I guess my question is, if you commit yourself to work 9-5 M-F didn't you already chose your schedule? That's not per diem, it's s commitment.

Right now, one nurse is on track to take the equivalent of 6 weeks off this year, mostly in random days 2-3 times a month.

The issue isn't whether the patient will be safe in her absence. It's whether the mom can work her part time job , keep doc appts, etc. with a schedule that is only reliable 80% of the time.

Finding coverage for multiple random shifts every month seems like a lot to ask especially when there are 3 other nurses in the house who also need to take time. And since there are no back up nurses tho the agency has looked for a long time (complex case).

I'm not saying don't take time. Just that if you had 3 weeks of vacation at another job, you'd still only have 1.25 days/month. And common curtesy would be to check with your place of work to make sure that your desired days work. There's good reason for this, you're part of a team.

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3 Followers; 36,918 Posts; 97,861 Profile Views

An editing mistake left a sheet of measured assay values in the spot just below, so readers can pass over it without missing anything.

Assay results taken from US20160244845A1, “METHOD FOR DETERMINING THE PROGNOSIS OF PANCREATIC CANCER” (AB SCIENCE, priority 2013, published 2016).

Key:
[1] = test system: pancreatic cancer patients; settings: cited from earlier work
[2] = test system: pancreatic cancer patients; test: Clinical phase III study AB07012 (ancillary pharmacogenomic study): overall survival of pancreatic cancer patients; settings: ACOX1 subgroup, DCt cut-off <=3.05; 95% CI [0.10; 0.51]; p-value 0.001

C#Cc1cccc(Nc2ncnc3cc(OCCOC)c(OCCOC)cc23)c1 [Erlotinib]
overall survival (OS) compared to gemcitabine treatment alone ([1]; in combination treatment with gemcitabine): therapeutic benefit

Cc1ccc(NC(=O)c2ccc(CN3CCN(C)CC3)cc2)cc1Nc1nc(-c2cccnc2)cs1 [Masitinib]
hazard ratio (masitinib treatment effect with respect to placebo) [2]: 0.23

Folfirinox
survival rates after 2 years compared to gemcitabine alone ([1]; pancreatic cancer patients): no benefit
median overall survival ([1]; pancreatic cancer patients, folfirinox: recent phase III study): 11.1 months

If one nurse is on track to have six weeks off this year, it is because the agency allows her to do this. And, in reality, as SDALPN pointed out, flexibility in scheduling is part of the perks of doing home health care. You can't blame her for taking advantage of this. All home health agencies use scheduling flexibility as a sales point when recruiting employees.

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SDALPN specializes in Peds(PICU, NICU float), PDN, ICU.

997 Posts; 16,260 Profile Views

The only commitment you have is the shifts you agreed to work in advance. I request my days off before the next schedule is made. My agency does 6 week scheduling. You don't need to worry if the parent doesn't have 100% coverage. When someone has a child, they make a choice to have that child and to take on that responsibility. There is no guarantee the child will be born healthy. There is no promise that they will qualify to have a nurse. Their child is their responsibility. Scheduling is the responsibility of the agency. Your responsibility is working the shifts you have agreed to work. You cross boundaries when you are concerned with issues that aren't your problem. What happens when a parent has a healthy child in daycare that gets a fever and has to go home until afebrile for 24 hours? Or the babysitter that gets sick or goes on vacation. Most parents have a back up plan for that and it should be no different for a parent with a special needs child. You work for the agency, not the parent.

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13 Posts; 464 Profile Views

I just wrote a long response, and lost it.

I'm a mom of a complex child and SDALPN I have to say you really don't seem to get it.